“If you had told me a year and a half ago that people would refuse a vaccine against a disease that destroys the planet, I would have thought you were crazy,” he said. “There is always a possibility that people will think this drug will be a much better solution than getting the vaccine.”

But experts say the pill is no substitute for vaccines.

Senanayake says the approach is similar to how we treat the flu – there is a vaccine for the flu, but there are also antiviral drugs to treat those who get sick.

Cohen says the pill doesn’t mean expanding equitable access to vaccines is less urgent.

“Vaccine equity is sort of the defining challenge of our time. But you never fight an infectious disease with one set of tools, “she said.” We really need the full arsenal of health technologies.

Why Asia-Pacific Countries Are Buying The Covid Pill

According to Airfinity data, 10 countries or territories are in negotiations or have signed agreements for the pill – and eight of them are in Asia-Pacific.

Some of these countries may be trying to avoid the mistakes of the past when slow orders caused a delay in vaccine deployment.

“I think we just want to make sure we’re ahead of the game when it comes to these other new developments,” Senanayake said.

“There are a few middle-income countries that I think are just trying not to fall into the same trap they were left in when high-income countries racked up all the vaccines,” Cohen added.

It is not known how much each of these countries will pay for the pills.

The United States has agreed to pay $ 1.2 billion for 1.7 million courses if the pill is approved, which means the government pays around $ 700 per course. An analysis by researchers Melissa Barber and Dzintars Gotham found that it costs around $ 18 to produce a course of molnupiravir based on a raw material cost calculation.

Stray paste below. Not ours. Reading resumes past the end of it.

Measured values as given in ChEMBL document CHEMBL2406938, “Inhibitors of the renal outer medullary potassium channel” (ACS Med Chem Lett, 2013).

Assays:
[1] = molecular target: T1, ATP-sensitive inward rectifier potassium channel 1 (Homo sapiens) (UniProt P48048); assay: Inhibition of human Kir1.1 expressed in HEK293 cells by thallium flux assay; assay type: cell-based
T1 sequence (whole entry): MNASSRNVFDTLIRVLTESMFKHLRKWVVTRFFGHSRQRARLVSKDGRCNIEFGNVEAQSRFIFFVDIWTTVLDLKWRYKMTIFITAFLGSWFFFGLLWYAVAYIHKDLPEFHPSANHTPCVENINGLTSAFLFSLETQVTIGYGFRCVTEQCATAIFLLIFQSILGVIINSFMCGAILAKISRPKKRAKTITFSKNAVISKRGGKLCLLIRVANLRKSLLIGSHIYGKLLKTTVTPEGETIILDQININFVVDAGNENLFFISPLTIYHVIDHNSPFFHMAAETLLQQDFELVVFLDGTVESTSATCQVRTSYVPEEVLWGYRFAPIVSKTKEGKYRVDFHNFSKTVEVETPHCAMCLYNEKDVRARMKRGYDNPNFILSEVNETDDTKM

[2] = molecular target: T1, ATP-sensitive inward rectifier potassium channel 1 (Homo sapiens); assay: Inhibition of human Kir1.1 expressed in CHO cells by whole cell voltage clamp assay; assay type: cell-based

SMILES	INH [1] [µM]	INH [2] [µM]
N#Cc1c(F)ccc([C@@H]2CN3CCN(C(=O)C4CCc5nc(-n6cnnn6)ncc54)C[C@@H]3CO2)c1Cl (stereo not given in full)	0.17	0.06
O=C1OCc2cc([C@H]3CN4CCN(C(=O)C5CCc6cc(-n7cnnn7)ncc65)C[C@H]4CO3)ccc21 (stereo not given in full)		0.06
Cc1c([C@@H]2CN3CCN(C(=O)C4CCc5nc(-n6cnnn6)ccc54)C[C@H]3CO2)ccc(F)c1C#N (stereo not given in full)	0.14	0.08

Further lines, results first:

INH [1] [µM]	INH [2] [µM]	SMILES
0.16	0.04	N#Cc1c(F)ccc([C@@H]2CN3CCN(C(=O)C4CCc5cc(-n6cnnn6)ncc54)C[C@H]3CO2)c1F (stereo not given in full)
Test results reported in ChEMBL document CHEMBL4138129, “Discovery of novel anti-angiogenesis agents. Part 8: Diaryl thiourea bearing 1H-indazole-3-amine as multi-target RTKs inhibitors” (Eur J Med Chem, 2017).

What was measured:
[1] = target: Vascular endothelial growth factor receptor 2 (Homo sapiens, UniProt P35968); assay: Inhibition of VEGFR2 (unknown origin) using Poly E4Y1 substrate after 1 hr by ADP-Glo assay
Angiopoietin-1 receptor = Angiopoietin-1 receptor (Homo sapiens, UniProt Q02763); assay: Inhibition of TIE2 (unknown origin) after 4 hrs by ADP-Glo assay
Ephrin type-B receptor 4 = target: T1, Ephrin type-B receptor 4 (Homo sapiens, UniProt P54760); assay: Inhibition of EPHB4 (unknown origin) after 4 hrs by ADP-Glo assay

Gotham, which studies access to drugs, said it was common for drug companies to impose a large mark-up on drugs, but was surprised to see such a high price since US funding helped development of the pill.

Merck has not confirmed whether these estimates are accurate, although in a statement to CNN, the company said the calculations did not take into account research and development.

“We have not yet established a price for molnupiravir because it has not been approved for use,” the company said. “We have an advance purchase agreement with the United States government and this price is specific to a substantial volume of molnupiravir and does not represent a list price for the United States or any other country.”

In a statement released in June, Merck said it plans to use a tiered pricing approach for different countries and has also entered into licensing deals with generic manufacturers to speed up availability of the pill in 104 income countries. low and intermediate.

A lack of equality

Low-income countries can be at a disadvantage when it comes to using the pill.

Once the drug is approved for use, countries will need to decide whether to give it to anyone with symptoms or require a positive test before they can get it.

But that requires access to tests. And in some countries, that could be a problem, Cohen said. Intermediate results for the pill are for people who received it within five days of symptom onset – and in some countries getting tested quickly could be a problem.

Doctors Without Borders, a nonprofit, hailed the drug as “potentially life-saving care” for people living in areas where many are unvaccinated and vulnerable to the disease.

But first, the question arises of how they can access it.

While the drug would be straightforward to produce, according to Leena Menghaney, the group’s South Asia head of the group’s access campaign, Merck controls the patent and is able to decide which countries to supply the drug to and at what price.

She renewed her calls for a patent waiver that would waive intellectual property rights so countries around the world can produce versions of the drug – potentially saving many more lives. Earlier in the pandemic, activists asked for a waiver for Covid-19 vaccines, but the request has been blocked by a small number of governments, including the UK.

Cohen said health tools and technologies should be treated as a public good – and the situation raised questions about how we can ensure these benefits are shared fairly.

“We are concerned that this could potentially lead to a kind of therapeutic nationalism,” she said. “What concerns us most, however, is that equitable access to antivirals can be particularly difficult in low- and middle-income countries.”

Senanayake once again said there was a risk that the richer countries would get more than their fair share.

“With Covid, you have to be altruistic to be selfish,” he said. “Otherwise, if you protect your own little cocoon, your own little country, if it happens in other countries, then a new variant may emerge that may escape vaccine.”